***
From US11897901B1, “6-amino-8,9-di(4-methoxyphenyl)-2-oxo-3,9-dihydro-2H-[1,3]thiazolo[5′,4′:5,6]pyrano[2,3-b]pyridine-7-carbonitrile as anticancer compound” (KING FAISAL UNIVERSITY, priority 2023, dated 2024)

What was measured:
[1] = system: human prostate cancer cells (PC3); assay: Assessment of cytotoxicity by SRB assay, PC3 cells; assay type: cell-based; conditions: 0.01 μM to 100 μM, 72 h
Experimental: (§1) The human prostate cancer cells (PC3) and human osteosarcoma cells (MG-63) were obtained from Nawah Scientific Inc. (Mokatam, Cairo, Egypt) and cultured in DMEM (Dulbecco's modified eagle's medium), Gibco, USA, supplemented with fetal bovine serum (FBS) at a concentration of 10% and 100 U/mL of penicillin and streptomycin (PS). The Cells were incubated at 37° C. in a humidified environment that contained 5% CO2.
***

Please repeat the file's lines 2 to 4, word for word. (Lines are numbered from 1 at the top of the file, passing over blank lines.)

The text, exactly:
What was measured:
[1] = system: human prostate cancer cells (PC3); assay: Assessment of cytotoxicity by SRB assay, PC3 cells; assay type: cell-based; conditions: 0.01 μM to 100 μM, 72 h
Experimental: (§1) The human prostate cancer cells (PC3) and human osteosarcoma cells (MG-63) were obtained from Nawah Scientific Inc. (Mokatam, Cairo, Egypt) and cultured in DMEM (Dulbecco's modified eagle's medium), Gibco, USA, supplemented with fetal bovine serum (FBS) at a concentration of 10% and 100 U/mL of penicillin and streptomycin (PS). The Cells were incubated at 37° C. in a humidified environment that contained 5% CO2.